|The Coquette origins
I got the idea for Coquette in the early 1990s when I was designing a logo for a mail-order catalog called “Signals”. It was one of several designs, but was not the one that was chosen. (The one that was became Blakely.) The idea in my mind was a sort of European style sans serif script reminiscent of the French script style, such as Typo Upright. To me, the result had a familiar look, but I could not place where or when I had seen it, if indeed I had seen it. It maybe never existed before. To this day, I am still not sure.
In any case, the concept stuck in my head and I began to imagine what the rest of the letters and numbers would look like. Everything seemed to fall into place. It was almost as if it designed itself. For years I continued to redraw refine the letters in doodles and sketches. It seemed inevitable that it would be a font someday.
I attempted to digitize it in 1995. At the time, I was not confident enough in my ability to draw its curves by eye and thought it would be easier to start with circles. I was wrong. It looked stiff and ungraceful. Although the letters at first appeared geometric, they weren’t.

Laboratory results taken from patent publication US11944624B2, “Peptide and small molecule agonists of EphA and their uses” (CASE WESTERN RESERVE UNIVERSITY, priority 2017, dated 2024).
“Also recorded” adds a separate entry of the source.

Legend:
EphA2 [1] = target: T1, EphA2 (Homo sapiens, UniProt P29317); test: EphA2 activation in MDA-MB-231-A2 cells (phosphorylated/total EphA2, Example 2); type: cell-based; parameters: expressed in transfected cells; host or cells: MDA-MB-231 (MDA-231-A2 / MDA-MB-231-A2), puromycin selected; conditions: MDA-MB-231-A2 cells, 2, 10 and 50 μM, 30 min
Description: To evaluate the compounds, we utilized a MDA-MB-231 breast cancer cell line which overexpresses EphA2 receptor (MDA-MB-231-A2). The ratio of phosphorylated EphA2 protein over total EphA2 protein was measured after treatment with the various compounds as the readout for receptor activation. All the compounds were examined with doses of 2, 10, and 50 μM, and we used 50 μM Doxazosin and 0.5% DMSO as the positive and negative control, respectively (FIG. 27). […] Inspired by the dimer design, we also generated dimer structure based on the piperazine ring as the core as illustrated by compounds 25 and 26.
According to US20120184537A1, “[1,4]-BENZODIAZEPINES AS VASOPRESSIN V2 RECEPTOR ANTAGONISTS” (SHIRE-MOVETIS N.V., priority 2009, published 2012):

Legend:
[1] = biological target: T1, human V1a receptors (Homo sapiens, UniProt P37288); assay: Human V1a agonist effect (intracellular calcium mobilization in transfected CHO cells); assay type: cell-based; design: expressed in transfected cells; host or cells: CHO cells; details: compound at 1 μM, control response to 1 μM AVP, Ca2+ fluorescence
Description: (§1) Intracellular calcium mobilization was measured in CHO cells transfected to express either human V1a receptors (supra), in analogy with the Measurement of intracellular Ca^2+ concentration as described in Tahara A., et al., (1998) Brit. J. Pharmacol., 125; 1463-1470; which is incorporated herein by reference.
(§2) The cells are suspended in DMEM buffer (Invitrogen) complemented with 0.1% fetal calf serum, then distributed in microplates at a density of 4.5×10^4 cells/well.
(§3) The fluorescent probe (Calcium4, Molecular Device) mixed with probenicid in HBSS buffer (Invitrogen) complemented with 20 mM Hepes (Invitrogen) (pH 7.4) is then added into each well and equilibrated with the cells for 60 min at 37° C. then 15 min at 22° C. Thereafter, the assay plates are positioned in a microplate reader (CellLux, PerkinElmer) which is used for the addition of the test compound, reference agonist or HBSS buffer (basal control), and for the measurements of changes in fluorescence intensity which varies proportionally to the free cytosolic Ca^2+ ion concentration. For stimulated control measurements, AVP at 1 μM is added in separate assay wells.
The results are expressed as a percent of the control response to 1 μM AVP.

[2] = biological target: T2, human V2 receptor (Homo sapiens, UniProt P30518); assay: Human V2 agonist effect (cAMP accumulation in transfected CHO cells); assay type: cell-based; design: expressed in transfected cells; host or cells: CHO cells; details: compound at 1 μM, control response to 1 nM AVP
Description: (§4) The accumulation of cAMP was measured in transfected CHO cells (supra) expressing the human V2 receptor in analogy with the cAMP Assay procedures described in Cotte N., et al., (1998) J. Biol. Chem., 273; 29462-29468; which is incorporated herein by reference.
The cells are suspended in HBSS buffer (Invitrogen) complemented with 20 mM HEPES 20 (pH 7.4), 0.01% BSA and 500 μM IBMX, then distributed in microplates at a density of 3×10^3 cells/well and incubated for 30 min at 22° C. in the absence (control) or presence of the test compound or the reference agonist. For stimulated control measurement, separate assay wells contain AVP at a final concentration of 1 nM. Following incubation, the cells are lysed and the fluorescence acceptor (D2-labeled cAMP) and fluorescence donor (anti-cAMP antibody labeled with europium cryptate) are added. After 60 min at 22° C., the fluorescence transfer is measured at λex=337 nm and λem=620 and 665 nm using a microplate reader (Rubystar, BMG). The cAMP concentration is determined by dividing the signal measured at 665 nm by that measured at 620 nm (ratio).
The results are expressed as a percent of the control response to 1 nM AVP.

Coquette early doodle, 1994
In 2001 I tried again, only this time I took a different approach. I did a rough sketch on paper of all the characters in the font. I scanned this into the computer and used it to get the correct proportions, not for the exact shapes. I drew the letters over these scans in Adobe Illustrator using only Bézier curves--no circles except as necessary. I made very few measurements and trusted my eye for most of the curved forms, and to get the weight and details
right. Unlike the earlier attempt, this time everything once again fell into place, almost as if the font drew itself. The lesson I learned from Coquette was to trust my hand and my eye.
Coquette production sketch, 2001
the sketch is not very “tight”. Its purpose was to capture the spirit of the letters, not the details. The “tight” drawing was done in the computer
The name of a typeface
At first I was going to call the font Ruby Script. But I soon discovered that this was already the name of a programming language (not very well known outside of Japan at the time). Instead I chose the name Coquette in honor of its inspiration from French scripts. In the end I think it was the perfect name.
Coquette in action